Will you continue writing books about Photoshop?
Of course! I have plans to continue writing about Photoshop for Photographers. I think it is 10 years now since I wrote my first book on Photoshop and I will soon be about to start work on my eighth edition in the series. I confess that the presence of Lightroom, along with the other changes that I referred to, do in some ways make it tougher to know how to approach the Photoshop book, because I do feel that Lightroom is providing a better alternative and more complete solution for a digital photography workflow. On the other hand, the Photoshop and Bridge teams are never ones to sit on their laurels and NOT make improvements. So one should expect to see further refinements to the Bridge Photoshop workflow. But I better not say any more than that! What I can say, though, is that I cannot afford to make the Photoshop book any bigger and I am therefore going to be concentrating more in future on describing just the tools photography Photoshop users really need to use. At one point I used to try to write about everything that was new in Photoshop. But as the Photoshop program has become more diverse in its graphical applications, I think it has become ever more important to focus the book to describe the photography tools only.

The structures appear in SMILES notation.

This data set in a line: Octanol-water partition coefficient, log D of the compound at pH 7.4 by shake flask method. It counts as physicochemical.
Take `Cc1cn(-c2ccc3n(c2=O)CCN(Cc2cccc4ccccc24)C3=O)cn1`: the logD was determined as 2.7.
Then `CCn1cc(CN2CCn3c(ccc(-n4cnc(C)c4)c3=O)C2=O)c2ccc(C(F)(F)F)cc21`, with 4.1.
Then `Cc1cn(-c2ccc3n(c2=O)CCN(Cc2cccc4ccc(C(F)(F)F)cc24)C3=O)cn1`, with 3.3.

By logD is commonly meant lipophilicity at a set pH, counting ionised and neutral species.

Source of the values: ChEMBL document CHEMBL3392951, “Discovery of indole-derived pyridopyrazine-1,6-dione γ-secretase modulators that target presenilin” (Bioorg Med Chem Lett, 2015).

Do you enjoy the writing process?
The novelist Evelyn Waugh was once asked what he liked most about writing, to which he replied “having written”! I think every writer can sympathize with that sentiment. The most demanding thing about writing a technical software guide is that when you have to describe a new feature, there are no previous manuals for reference. We technical authors usually have to work it all out for ourselves. But, as they say, the best way to learn something is to work out how to teach it to others. It is very satisfying when you have completed work on a book to look back at what is all your own work. In my case, I shoot most of the photographs used in the book as well as laying out the text using InDesign.

Will you be speaking at any events in the near future?